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Article 4 of the issue document states, that every recipient has the right to wear a bar on its ribbon, showing the name and the year of the operation he was participating.
Having the right to do so, means, that the medals were awarded without those bars in the first place.
Therefore the Bearer of the Colonial Commemorative Medal could buy their bars.

The information for which medal they were allowed to wear was clearly written on the award document. Written was the name of the operation/Colony and the year. This was a difference to the documents for the China- and Southwest Africa commemorative Medal. Those details weren't given on those documents. 
The fact that the Colonial Commemorative Medal was awarded without their bars, let a lot of recipients to wear their medal without bars. Looking through pictures of navy soldier from that time, shows only every 4th soldier wearing a medal with bars attached to the ribbon !
On the other hand a lot of recipients were buying bars, that weren't listed in their award documents and wore them on their medal bars. As an example for such an incident find the medal bar of Vice Admirals Max Looff pictured below. As guard officer on board of S.M.S. WOERTH during the China war he definitely belonged to the recipients for the China Commemorative Medal. Strange however is the attachment of the following three bars: 

-PEITANG=FORTS this operation took place without any navy involvement.
-TAKU  nobody on board the S.M.S. WOERTH took part in this operation.
-OSTASIEN 1900/01  this bar was for the Prussian Red Cross Medal, only.

The only explanation for this happen is that the bars were just taken by the medal manufacture or von Looff, with or without any knowledge.


Vice Admiral Max Looff wearing the above pictured medal bar. Absolutely remarkable is the Life Savings Medal and the Cross 4th class of the Prussian Order of the Crown for a second life saving act awarded on the ribbon of the Life Savings Medal..


For which operations the Colonial Commemorative Medal was awarded to Navy Soldiers (including Navy Infantry) and which are the matching bars is clearly stated in the issue document from June 13, 1912 and its additions  from February 1914.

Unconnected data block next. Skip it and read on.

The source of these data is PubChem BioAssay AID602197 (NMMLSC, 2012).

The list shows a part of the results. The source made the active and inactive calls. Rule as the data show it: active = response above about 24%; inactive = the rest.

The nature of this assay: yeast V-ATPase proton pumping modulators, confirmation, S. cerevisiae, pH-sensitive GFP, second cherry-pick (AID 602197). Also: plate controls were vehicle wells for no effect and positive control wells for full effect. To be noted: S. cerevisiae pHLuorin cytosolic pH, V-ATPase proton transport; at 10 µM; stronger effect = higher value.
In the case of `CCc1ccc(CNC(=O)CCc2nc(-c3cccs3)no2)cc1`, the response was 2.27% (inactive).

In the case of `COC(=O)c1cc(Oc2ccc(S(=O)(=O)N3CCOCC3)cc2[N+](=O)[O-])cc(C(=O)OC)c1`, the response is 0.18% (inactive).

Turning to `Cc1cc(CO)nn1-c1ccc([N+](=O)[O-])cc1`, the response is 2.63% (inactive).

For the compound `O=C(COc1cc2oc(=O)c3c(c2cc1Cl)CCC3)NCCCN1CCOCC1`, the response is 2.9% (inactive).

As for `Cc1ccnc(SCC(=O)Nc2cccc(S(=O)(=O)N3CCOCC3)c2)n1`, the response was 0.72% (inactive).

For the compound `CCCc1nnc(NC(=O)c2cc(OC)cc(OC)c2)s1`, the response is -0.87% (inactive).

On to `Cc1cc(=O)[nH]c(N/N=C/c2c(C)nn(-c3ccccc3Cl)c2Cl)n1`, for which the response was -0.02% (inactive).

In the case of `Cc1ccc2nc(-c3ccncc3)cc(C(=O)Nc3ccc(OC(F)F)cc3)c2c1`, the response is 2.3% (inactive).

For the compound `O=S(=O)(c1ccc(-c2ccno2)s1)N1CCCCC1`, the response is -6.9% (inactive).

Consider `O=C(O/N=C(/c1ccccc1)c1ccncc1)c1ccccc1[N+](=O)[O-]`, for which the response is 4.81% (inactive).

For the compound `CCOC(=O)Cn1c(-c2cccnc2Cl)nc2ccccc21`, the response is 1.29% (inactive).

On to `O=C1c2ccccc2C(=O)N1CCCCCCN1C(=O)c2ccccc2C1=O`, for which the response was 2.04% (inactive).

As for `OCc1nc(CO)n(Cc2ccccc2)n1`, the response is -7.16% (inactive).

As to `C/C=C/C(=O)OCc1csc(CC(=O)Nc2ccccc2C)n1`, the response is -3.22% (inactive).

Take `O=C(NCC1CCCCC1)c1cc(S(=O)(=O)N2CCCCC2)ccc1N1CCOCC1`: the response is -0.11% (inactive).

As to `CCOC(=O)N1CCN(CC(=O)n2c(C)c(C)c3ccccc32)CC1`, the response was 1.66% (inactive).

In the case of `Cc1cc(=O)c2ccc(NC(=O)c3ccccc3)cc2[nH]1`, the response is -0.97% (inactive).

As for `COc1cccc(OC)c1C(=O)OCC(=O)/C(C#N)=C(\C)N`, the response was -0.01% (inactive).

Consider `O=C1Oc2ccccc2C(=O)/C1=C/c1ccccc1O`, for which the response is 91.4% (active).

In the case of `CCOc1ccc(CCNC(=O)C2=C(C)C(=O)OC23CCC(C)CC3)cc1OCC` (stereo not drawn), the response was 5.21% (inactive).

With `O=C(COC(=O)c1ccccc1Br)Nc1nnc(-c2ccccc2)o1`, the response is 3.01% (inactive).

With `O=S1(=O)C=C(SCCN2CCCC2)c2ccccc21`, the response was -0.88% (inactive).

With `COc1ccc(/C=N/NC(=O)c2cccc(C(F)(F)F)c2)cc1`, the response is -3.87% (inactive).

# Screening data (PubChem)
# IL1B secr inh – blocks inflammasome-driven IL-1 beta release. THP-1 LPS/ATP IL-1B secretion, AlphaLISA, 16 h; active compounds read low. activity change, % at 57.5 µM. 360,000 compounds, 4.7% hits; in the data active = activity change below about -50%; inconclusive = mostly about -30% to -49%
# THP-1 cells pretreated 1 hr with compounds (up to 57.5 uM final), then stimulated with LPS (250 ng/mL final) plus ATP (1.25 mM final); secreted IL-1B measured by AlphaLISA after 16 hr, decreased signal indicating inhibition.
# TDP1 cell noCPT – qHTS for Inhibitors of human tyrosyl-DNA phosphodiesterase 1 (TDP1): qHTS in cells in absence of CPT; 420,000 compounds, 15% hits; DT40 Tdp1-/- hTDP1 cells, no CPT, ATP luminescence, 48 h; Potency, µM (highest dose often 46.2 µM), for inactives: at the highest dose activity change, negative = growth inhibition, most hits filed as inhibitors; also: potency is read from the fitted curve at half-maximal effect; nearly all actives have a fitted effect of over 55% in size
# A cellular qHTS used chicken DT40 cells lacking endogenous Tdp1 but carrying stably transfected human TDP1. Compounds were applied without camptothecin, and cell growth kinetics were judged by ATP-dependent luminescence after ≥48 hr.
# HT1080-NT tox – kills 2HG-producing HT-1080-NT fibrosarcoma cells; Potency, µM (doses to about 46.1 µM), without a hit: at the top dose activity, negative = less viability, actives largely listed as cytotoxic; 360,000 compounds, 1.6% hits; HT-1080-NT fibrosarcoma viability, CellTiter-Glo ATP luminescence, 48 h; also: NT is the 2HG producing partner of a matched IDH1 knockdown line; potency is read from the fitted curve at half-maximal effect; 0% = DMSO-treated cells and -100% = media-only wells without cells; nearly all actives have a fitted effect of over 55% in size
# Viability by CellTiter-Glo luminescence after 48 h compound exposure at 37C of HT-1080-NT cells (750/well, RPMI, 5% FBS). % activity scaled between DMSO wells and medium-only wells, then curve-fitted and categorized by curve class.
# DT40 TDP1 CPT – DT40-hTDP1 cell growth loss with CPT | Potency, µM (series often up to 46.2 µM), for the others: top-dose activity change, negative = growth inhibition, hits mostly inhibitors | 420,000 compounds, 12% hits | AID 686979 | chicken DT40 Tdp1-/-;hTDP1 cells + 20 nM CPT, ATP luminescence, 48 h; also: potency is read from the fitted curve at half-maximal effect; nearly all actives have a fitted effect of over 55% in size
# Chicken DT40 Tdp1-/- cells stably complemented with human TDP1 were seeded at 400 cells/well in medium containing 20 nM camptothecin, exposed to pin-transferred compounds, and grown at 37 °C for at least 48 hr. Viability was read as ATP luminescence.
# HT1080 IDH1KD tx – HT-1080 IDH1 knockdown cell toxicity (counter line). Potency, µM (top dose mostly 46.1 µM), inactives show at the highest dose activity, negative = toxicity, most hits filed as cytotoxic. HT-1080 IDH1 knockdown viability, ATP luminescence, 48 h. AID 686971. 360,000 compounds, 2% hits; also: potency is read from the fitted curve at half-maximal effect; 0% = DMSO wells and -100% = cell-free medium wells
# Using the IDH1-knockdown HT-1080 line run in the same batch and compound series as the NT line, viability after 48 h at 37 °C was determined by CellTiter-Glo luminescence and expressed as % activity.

A Colonial Commemorative Medal in steel for "non-combatants" or for "...merit in collaboration with an operation..." or "honorable" isn't stated at all. The circle of recipients is therefore traceable using ranking lists and the "Marineverordnungsblatt", stating all the changes in Navy personal matters. 

The "military operations", which the Colonial Commemorative Medal was awarded for, are listed in the issue document and in its additions from February 17, 1914. All operations counted as "war year" and "siege" for the participants and were benefiting towards the social retirement laws. 

For Navy soldiers the Colonial Commemorative Medal was awarded for the following operations:

- KAMERUN 1884
- KAMERUN 1891
- KAMERUN 1893
- SAMOA 1888
- VENEZUELA 1902/03
- PONAPE 1910/11

The incidents on the coast of Cameroon in the year 1884 are seen as the first since the war in 1870/71 having German soldiers in action. 
The landing of the ship "Glattdeckskorvette VICTORIA" in Liberia in 1881, having enemy fire didn't count towards the right of being awarded with the Colonial Commemorative Medal, however some Prussian orders for military merit were awarded (1 Order of the Crown 3rd class with swords, 1 Red Eagle Order 4th class with swords, 1  Order of the Crown 4th class with swords, 5 Military-Honor-Medals 2nd class)

Some bars are rather rare. The bar KAMERUN 1893 could have been awarded to a circle of less than  200 people (Crew Kanonenboot S.M.S. HYÄNE, crew Hulk CYCLOP, crew Gouvernementsdampfer NACHTIGAL, Vermessungsdetachement Kamerun).

Thinking of the fact, that the Colonial Commemorative Medal was issued 21 years later, February 17, 1914, makes clear, that the real number of people buying themselves the bars are much smaller than the number of theoretical recipients. Besides the meanwhile deceased people a high percentage of people were already retired. Therefore they couldn't report to the official offices of the general orders commission.

This fact explains the extreme rarity for certain bars. While most of the more recent operations, like Venezuela, Ponape and Deutschostafrika, were able to be honored by an award of the Colonial Commemorative Medal and bar, for most of the other older operations, 20 to 30 years back in time, only a third or even a fourth of the eligible people might have been able to receive their medal and bar. These were mostly the higher ranking officers. An exemption are the NCOs that became government officials and police officers after their active duty in the Navy. They were officially know and received their Colonial Commemorative Medal.
The numbers stated in following articles are reflecting the amount of soldiers of the German Imperial Navy having been actively involved in those operations, having been a member of those crews. The actual number of awarding can't be given, due to above mentioned facts.


Read here the follow up article for the bars:

Kamerun 1884
Kamerun 1891
Kamerun 1893
Deutschostafrika 1888/89
Deutschosafrika 1905-07

© A. Schulze Ising, I/00